Multi-project templates

I had a comment left on my last post about enterprise templates, and it is a good time to discuss a new feature in our VSTemplate Wizard – Multi-Project Templates. The most common way of using the VSTemplate Wizard is to create a single project or project item. However, there may be times when you need to build an entire solution, with multiple projects that work together. And you can do that with Multi-Project Templates.


Suppose you need to build a solution with a WinForm project, a Web Service, and a Class Library, all within the same solution. With Visual Studio 2003, you need to add three separate projects to your solution, then write the code to wire the three projects together. To create a VS Template that wires the three of these together, you would first manually create the solution with these three projects, and wire up the code the way you want them to work. Then, one by one, use the Export Template tool to export the templates. Next, you would create a fourth template that links the three projects together, with an XML .vstemplate that looks much like this (I am writing this from home without the exact XML in front of me, so the exact XML may be a bit different):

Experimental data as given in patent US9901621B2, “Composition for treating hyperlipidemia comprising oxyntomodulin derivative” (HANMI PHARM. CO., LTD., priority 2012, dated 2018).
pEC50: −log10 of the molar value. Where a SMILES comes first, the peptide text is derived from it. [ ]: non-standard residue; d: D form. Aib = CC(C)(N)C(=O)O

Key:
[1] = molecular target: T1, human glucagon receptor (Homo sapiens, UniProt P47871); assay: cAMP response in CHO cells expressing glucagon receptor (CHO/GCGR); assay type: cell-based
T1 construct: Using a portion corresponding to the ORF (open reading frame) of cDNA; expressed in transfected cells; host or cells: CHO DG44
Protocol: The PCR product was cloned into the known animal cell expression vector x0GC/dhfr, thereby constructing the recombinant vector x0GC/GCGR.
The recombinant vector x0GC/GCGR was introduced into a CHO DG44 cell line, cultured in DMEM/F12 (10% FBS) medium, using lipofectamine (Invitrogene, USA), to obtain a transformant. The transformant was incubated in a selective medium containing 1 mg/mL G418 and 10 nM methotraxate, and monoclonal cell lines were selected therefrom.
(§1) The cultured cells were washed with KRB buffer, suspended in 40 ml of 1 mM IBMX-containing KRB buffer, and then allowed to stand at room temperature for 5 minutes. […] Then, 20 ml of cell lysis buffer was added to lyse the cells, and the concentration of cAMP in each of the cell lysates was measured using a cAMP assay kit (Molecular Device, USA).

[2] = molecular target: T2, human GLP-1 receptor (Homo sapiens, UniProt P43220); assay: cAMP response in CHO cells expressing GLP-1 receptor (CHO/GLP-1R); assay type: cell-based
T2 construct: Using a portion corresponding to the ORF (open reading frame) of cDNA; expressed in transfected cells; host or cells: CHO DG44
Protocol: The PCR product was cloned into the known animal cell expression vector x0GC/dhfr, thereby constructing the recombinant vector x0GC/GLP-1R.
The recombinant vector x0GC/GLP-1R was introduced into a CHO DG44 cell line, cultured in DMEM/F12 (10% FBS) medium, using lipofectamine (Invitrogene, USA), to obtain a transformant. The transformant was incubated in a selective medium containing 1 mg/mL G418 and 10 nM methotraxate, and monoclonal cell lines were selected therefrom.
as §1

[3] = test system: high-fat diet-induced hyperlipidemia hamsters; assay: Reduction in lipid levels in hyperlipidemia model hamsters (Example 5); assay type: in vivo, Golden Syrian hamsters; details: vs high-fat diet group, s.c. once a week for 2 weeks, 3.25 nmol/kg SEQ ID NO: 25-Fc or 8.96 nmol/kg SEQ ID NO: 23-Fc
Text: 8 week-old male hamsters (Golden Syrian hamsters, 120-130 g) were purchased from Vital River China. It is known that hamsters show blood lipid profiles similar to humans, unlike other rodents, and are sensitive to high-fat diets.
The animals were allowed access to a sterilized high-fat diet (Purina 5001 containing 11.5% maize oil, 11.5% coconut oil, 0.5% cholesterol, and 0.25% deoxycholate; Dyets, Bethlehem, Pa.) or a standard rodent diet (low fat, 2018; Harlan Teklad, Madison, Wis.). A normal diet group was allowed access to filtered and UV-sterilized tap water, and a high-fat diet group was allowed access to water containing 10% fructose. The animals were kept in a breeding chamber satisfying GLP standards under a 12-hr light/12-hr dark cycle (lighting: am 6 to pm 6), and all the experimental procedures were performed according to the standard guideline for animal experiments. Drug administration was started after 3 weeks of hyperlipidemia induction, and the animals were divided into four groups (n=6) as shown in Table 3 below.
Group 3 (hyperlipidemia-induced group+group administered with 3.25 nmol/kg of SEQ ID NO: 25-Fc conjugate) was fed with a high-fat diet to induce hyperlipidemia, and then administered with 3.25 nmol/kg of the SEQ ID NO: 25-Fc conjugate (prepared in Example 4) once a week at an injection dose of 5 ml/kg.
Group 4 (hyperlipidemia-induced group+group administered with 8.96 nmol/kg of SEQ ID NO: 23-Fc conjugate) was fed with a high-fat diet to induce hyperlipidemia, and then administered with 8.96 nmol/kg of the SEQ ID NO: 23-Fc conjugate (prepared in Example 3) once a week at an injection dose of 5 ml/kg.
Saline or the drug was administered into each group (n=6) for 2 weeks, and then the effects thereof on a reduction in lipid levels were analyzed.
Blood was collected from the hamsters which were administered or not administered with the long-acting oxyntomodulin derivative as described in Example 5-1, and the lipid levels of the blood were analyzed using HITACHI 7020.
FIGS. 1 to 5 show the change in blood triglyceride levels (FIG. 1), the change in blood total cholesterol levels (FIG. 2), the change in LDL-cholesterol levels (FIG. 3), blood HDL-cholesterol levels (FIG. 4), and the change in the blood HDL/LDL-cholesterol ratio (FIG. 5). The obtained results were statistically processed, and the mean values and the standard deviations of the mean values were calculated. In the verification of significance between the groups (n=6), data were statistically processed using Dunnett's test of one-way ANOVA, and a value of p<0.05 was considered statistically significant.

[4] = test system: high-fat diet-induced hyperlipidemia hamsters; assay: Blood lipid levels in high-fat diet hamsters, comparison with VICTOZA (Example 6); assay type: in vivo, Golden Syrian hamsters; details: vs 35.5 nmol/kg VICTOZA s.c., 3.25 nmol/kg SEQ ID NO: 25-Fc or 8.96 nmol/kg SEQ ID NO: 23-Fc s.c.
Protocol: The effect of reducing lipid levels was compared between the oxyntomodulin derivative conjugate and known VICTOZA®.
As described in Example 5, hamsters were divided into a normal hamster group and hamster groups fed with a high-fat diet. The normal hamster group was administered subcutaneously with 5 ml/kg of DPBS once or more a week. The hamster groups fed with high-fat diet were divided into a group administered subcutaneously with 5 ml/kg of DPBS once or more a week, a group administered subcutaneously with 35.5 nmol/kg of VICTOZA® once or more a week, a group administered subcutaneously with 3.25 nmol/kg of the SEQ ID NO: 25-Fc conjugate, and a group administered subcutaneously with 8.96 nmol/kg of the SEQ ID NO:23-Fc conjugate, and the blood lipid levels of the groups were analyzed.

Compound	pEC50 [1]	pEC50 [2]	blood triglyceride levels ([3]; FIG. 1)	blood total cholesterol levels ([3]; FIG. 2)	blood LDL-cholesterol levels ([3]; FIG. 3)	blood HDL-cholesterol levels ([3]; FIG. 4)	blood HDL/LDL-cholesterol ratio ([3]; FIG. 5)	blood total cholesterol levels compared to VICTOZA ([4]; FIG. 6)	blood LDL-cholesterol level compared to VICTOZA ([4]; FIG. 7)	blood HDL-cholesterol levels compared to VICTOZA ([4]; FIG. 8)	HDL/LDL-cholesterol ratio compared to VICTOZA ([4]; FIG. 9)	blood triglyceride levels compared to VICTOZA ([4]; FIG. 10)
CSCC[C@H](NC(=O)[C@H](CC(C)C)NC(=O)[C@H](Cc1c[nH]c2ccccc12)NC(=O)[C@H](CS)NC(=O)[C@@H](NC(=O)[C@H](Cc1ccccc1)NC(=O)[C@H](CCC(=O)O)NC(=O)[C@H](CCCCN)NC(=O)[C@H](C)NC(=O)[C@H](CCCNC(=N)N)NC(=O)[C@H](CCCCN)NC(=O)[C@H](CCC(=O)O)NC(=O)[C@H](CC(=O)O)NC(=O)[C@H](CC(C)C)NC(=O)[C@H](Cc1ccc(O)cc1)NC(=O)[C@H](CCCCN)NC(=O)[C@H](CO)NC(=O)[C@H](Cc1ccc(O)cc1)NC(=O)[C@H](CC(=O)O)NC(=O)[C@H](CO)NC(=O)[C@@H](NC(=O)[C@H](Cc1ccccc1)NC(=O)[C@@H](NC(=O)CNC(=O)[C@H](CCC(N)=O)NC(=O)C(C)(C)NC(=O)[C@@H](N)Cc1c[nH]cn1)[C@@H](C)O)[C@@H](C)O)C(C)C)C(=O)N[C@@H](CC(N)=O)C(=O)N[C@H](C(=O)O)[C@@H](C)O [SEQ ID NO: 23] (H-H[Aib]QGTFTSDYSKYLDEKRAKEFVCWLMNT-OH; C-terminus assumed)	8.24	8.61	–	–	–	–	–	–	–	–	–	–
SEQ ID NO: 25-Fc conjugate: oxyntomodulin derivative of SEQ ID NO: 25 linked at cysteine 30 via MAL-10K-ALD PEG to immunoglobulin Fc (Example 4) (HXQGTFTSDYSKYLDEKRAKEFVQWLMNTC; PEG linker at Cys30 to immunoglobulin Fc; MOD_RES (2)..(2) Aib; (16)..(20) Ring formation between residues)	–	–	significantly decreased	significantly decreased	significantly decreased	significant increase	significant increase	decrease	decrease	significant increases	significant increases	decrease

<ProjectLink Name=MyWinForm>WinForm.vstemplate</Project>

    <ProjectLink Name=MyClassLibrary>ClassLibrary.vstemplate</Project>

    <ProjectLink Name=MyWebService>WebService.vstemplate</Project>



The Template Wizard will first create a solution if the user selects to create a new solution, or will add the projects to the existing solution if the user so chooses, then walk through the XML and recursively call the Template Wizard to add each sub-project to the solution. Since you exported projects that all worked together when you first created the project, the WinForm project can call off to the Class Library, and call into the Web Service, which was installed into the correct place for use by a web server.